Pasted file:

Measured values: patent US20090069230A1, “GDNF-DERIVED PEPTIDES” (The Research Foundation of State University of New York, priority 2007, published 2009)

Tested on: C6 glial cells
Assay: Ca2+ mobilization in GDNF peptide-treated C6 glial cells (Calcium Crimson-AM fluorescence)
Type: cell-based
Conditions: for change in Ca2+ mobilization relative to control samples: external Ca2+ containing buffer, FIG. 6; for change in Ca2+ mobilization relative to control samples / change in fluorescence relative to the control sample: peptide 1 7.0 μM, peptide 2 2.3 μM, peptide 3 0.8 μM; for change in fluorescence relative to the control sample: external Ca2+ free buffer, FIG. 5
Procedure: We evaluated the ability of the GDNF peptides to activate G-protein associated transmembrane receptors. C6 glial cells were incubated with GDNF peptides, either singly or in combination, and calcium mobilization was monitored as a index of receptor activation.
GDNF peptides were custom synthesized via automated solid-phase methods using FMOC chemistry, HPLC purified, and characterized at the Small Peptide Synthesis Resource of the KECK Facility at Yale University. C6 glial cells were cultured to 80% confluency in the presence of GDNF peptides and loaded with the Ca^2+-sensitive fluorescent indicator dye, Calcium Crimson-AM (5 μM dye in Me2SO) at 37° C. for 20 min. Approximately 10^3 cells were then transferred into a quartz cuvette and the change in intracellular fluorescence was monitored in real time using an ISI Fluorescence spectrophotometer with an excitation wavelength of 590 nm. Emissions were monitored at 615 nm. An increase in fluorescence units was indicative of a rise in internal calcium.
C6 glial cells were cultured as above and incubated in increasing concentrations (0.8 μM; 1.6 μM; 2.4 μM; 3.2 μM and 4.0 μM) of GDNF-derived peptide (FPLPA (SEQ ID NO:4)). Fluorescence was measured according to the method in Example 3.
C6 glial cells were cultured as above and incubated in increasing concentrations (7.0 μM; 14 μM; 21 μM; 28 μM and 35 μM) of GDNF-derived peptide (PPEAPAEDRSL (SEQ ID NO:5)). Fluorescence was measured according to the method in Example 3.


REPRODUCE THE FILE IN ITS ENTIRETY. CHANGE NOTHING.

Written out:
Measured values: patent US20090069230A1, “GDNF-DERIVED PEPTIDES” (The Research Foundation of State University of New York, priority 2007, published 2009)

Tested on: C6 glial cells
Assay: Ca2+ mobilization in GDNF peptide-treated C6 glial cells (Calcium Crimson-AM fluorescence)
Type: cell-based
Conditions: for change in Ca2+ mobilization relative to control samples: external Ca2+ containing buffer, FIG. 6; for change in Ca2+ mobilization relative to control samples / change in fluorescence relative to the control sample: peptide 1 7.0 μM, peptide 2 2.3 μM, peptide 3 0.8 μM; for change in fluorescence relative to the control sample: external Ca2+ free buffer, FIG. 5
Procedure: We evaluated the ability of the GDNF peptides to activate G-protein associated transmembrane receptors. C6 glial cells were incubated with GDNF peptides, either singly or in combination, and calcium mobilization was monitored as a index of receptor activation.
GDNF peptides were custom synthesized via automated solid-phase methods using FMOC chemistry, HPLC purified, and characterized at the Small Peptide Synthesis Resource of the KECK Facility at Yale University. C6 glial cells were cultured to 80% confluency in the presence of GDNF peptides and loaded with the Ca^2+-sensitive fluorescent indicator dye, Calcium Crimson-AM (5 μM dye in Me2SO) at 37° C. for 20 min. Approximately 10^3 cells were then transferred into a quartz cuvette and the change in intracellular fluorescence was monitored in real time using an ISI Fluorescence spectrophotometer with an excitation wavelength of 590 nm. Emissions were monitored at 615 nm. An increase in fluorescence units was indicative of a rise in internal calcium.
C6 glial cells were cultured as above and incubated in increasing concentrations (0.8 μM; 1.6 μM; 2.4 μM; 3.2 μM and 4.0 μM) of GDNF-derived peptide (FPLPA (SEQ ID NO:4)). Fluorescence was measured according to the method in Example 3.
C6 glial cells were cultured as above and incubated in increasing concentrations (7.0 μM; 14 μM; 21 μM; 28 μM and 35 μM) of GDNF-derived peptide (PPEAPAEDRSL (SEQ ID NO:5)). Fluorescence was measured according to the method in Example 3.